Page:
Getting press for your club

Here are a few tips that will help your group get more media attention.

  1. Get to know the names of editors and staff writers of your local newspaper(s) and establish personal contact with them. Learn who writes regularly about environmental issues, outdoor recreation, fitness, and endurance sports. Take note of regular columns and think about ways that news of the work and events of your organization can fit into their reports. Send all press releases and other group information to a specific person--not to the Sports Editor or Outdoors Editor.
  2. Invite key editors or writers to your trail building and maintenance sessions or new rider clinics. Trailwork can be photogenic and the volunteer spirit is contagious. A staff reporter can generate an appealing, full-page article with a couple photos in a couple hours on a Saturday morning.
  3. Quantify your volunteer work. Write short press releases when you achieve milestones, such as 1,000 hours of volunteer trail maintenance. Produce a year-end press release that provides an overview of your group's volunteer efforts to improve public recreation opportunities.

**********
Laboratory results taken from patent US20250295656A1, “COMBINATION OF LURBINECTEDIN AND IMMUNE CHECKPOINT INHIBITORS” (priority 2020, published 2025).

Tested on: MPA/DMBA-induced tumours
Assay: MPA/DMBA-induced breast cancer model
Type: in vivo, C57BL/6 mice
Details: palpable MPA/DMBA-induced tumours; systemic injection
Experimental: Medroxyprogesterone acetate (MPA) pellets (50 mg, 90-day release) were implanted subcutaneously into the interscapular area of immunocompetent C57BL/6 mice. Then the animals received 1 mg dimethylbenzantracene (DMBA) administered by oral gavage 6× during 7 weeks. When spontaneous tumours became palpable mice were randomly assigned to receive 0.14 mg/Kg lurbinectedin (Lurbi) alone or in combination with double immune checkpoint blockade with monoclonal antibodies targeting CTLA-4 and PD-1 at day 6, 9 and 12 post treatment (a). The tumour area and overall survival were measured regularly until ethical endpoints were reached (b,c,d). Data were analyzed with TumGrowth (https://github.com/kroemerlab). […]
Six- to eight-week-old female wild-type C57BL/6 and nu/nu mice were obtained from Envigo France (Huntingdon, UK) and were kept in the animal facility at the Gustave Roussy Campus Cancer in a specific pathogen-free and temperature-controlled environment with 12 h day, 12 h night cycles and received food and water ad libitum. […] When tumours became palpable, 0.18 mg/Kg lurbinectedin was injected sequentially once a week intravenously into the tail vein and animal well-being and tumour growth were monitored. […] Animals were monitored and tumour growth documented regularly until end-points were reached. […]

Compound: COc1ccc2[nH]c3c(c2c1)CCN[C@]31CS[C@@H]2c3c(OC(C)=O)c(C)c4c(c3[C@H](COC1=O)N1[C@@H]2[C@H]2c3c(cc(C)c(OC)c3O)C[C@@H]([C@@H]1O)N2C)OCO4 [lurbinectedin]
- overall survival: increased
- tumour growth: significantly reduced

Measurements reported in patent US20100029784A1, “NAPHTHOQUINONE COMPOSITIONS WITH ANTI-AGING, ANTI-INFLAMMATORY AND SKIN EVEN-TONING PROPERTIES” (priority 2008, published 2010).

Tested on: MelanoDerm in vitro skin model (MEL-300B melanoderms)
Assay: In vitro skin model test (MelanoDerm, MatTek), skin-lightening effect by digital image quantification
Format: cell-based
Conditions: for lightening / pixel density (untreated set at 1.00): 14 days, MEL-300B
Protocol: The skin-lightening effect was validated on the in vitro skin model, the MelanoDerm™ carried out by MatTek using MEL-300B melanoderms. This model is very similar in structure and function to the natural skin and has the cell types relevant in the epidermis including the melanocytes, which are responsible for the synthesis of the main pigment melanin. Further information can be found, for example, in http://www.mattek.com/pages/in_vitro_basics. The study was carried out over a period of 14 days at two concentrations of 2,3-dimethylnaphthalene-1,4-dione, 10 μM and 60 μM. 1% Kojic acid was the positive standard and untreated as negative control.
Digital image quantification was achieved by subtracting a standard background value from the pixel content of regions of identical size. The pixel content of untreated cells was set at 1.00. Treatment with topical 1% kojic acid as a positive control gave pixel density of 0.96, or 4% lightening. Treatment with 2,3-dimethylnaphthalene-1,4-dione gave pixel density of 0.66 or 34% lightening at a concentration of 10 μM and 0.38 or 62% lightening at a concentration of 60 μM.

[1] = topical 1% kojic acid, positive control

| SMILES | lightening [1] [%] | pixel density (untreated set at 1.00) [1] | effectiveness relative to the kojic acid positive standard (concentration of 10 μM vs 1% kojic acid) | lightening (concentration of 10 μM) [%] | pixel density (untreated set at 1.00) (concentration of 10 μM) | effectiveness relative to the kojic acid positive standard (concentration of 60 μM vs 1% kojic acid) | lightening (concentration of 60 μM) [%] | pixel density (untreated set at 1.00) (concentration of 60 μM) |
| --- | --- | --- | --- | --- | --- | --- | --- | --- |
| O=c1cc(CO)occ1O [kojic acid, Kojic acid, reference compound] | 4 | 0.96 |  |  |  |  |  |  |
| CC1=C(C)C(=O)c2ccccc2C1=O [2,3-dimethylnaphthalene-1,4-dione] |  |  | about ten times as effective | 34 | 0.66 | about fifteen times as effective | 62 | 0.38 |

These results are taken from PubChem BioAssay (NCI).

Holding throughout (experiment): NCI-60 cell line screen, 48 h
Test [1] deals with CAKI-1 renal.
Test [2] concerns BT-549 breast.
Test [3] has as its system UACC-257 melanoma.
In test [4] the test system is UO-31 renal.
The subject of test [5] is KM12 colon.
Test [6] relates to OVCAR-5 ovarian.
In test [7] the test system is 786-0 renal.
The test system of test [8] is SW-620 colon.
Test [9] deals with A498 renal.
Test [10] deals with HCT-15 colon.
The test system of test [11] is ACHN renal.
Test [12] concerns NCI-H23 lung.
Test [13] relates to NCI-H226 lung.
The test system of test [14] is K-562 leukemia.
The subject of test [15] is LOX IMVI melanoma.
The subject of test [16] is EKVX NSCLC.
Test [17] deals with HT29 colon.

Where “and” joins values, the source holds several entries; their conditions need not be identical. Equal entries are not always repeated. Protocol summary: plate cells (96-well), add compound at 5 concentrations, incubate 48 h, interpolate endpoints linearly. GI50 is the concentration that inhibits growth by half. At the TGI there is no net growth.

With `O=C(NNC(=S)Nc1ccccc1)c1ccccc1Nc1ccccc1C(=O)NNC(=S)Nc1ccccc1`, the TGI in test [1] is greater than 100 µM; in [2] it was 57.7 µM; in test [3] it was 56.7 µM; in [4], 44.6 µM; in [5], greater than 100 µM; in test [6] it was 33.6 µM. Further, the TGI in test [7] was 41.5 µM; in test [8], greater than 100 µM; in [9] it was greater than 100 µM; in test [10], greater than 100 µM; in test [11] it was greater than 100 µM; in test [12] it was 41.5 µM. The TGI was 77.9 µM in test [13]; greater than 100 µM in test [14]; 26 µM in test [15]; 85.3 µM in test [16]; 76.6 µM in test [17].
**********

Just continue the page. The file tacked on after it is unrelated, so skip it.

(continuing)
4. Present year-end awards to local citizens who have done great work for trails. Select club members, land managers, leaders of other trail user groups, and members of the business community who have actively supported trails efforts. Make the award ceremony an event, invite the press, and prepare a press release.
  5. Don't just think locally. Bike Magazine, Dirt Rag, Mountain Bike, Mountain Bike Action, Mountain Biking and Bicycling publish articles about innovative or stellar local mountain bike advocacy. Read these magazines carefully and stay in touch with the person who compiles information on your section of the country.
  6. Keep your press releases short and to the point. One page is best. Three or four concise paragraphs is ideal. Don't include quoted statements from club leaders or land managers unless they really say something meaningful--something that isn't explained in the text.
  7. Invest in good photography. Hire the best local photographer you can find for brochure photos, press photos, and slide documentation of trailwork projects. Many first-rate photographers will shoot your event for free and charge your group only for processing.